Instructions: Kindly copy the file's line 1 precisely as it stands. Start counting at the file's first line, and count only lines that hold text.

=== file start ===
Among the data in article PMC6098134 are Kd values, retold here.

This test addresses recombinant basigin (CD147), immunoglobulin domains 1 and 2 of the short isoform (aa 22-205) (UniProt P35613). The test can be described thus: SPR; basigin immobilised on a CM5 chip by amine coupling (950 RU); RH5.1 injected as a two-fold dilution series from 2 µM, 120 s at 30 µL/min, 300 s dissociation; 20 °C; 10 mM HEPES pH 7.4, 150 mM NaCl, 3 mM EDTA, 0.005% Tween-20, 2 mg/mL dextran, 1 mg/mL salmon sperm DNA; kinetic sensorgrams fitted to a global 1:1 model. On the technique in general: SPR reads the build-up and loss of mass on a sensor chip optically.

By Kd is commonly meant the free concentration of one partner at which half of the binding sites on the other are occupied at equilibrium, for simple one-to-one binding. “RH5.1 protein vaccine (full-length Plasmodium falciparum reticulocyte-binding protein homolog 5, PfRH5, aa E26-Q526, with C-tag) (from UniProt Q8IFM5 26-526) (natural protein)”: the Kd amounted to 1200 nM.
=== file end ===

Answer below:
Among the data in article PMC6098134 are Kd values, retold here.